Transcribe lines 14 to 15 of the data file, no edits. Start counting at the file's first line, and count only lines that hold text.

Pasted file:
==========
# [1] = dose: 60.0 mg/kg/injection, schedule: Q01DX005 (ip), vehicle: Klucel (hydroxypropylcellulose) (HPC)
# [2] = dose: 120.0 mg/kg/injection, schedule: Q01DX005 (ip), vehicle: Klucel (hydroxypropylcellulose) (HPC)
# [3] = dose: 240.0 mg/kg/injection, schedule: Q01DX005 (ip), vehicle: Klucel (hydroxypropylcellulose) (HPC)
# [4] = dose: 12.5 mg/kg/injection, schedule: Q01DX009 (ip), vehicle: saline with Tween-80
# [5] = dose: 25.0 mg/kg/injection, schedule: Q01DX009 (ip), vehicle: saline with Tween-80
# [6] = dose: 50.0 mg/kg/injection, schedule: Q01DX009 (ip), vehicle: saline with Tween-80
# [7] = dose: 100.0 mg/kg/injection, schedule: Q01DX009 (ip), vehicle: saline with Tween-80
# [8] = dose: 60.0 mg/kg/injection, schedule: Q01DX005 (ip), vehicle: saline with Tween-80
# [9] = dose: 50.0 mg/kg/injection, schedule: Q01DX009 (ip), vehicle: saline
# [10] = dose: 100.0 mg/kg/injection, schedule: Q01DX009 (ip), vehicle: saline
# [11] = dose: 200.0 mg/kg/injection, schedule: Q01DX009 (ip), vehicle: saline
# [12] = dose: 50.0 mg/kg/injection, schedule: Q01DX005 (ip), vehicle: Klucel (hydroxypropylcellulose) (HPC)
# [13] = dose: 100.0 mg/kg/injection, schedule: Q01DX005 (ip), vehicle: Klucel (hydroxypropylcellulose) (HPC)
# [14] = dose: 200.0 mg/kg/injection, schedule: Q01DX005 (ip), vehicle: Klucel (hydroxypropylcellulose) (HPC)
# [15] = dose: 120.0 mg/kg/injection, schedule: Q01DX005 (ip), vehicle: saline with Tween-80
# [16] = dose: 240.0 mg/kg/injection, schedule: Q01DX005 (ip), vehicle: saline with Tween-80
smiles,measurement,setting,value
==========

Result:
# [14] = dose: 200.0 mg/kg/injection, schedule: Q01DX005 (ip), vehicle: Klucel (hydroxypropylcellulose) (HPC)
# [15] = dose: 120.0 mg/kg/injection, schedule: Q01DX005 (ip), vehicle: saline with Tween-80